The Shamrock Principle

The student loan scandal has raised questions about all of higher education's commercial relationships. College leaders, not politicians, should define the conversation, writes Jonathan Brown.


July 10, 2007

When I was an undergraduate, the saloon I frequented most often was called the Shamrock. The owner had a sign over the bar which read "We have an agreement with the bank, they don't sell beer and we
don't cash checks." As someone who had then recently encountered Adam Smith's arguments about division of labor, that seemed like a very fitting sentiment.

In the last few months we've heard a lot of commentary about developing problems in the way that higher education dealt with student loans. Several public officials have made a point to describe all relationships where the campus receives a fee as inappropriate.

Indeed, some of the relationships that have been discovered relating to student loans were problematic. Individuals, in some instances, benefited inappropriately. But as often happens in these circumstances, some public officials, for their own narrow benefit, have tried to paint with too broad a brush.

Many of these preferred provider relationships were designed to benefit students both in the negotiated rates under the contracts and in the transfer of resources back to student aid. The worrisome thing to me about all this coverage is that some of the most ambitious public officials are beginning to question all financial relationships that colleges and universities have with outside providers.

It is time for higher education to take a deep breath and begin to respond to these calls from the public and our elected representatives in two ways.

First, it would be timely for us to think about the adoption of a broad based set of conflict of interest standards by which institutions could judge their behavior. In some cases we may have slipped from high standards, but in others the ground may be shifting. Either way, some careful review would be appropriate.

In this case we have a responsibility to restore trust by looking at how to respond to some of the pitfalls that have been discovered in the loan crisis. But higher education needs to take the responsibility for thinking about the issues rather than in just responding to the lead of lawmakers.

A base for those standards would be a prohibition on personal inurement for most financial relationships. It may well be appropriate for experts from a campus to benefit when others want to use their expertise, but the general rule should be to disclose these kinds of relationships in the same way that many state corporation codes require disclosure of self-dealing transactions. There are undoubtedly many instances where these kinds of activities are appropriate, but the sunshine standard should be the first step.

The second set of issues will require higher education leaders to be a bit more proactive than they have on the loan stories. We've allowed others to define us and we should not let that happen. Over the last two decades American businesses have spent a lot of time readjusting their organizational structures to improve efficiencies. They have, as Waterman and Peters suggested in the 1970s, practiced "sticking to the knitting" or focusing on core competencies. For the same reason colleges and universities have been moving areas they accumulated over the last several decades to outside providers.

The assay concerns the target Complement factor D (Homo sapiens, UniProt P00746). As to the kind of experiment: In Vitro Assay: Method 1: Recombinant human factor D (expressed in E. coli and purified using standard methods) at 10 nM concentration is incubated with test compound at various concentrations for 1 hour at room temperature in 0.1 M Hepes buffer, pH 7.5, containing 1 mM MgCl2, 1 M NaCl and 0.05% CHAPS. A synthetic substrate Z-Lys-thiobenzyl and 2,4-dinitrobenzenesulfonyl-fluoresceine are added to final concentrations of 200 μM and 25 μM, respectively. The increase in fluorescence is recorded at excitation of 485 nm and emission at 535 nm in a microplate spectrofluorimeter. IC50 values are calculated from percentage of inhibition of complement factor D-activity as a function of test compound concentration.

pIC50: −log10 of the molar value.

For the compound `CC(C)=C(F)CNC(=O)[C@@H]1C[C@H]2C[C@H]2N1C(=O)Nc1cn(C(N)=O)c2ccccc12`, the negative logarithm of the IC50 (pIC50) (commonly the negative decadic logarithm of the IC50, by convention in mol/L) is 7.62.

Some in the political class are trying to get the public to believe that any financial transaction between an outside provider and a college or university is dirty. That is nonsense, and we should not let them get away with those outlandish claims.

When we discovered that we were not especially adept at retailing we found partners who could run our bookstores. When we found that our core competencies did not include running a restaurant, we found partners to run our food services. There is some evidence that our long term role as hoteliers will also be outsourced so that our dormitories may be run by outside operations.

It is timely to reexamine all of those contracts, but because it is timely to review the arrangements does not mean that we should be cowed by politicians whose standards of ethics routinely accept convoluted justifications for the acceptance of donations.

In most of the contracts to run campus functions two things happen. First, the outsourced service is better than the one that was run by campus personnel. At the same time, the outside provider pays a
contractual fee to the campus to run the operation. That revenue helps to subsidize other campus functions. Some politicians have tried to establish a prohibition on certain loan practices and have even begun to extend the logic to almost any arrangement where a college derives a payment from an outside provider.

At a minimum it would be timely, for those institutions that have not thought about it, to define the appropriate limits of relationships between vendors and the campus professionals who have responsibility for the areas where the vendors are working. It might also be timely to develop a reasonable standard of disclosure on the revenue arrangements.

But campuses, not the political process, should take the lead in examining and defining how these arrangements can continue to benefit the campus and students. Now is not the time to abdicate our responsibility to manage our institutions to the whims of the political process.


Jonathan Brown is president of the Association of Independent California Colleges and Universities.


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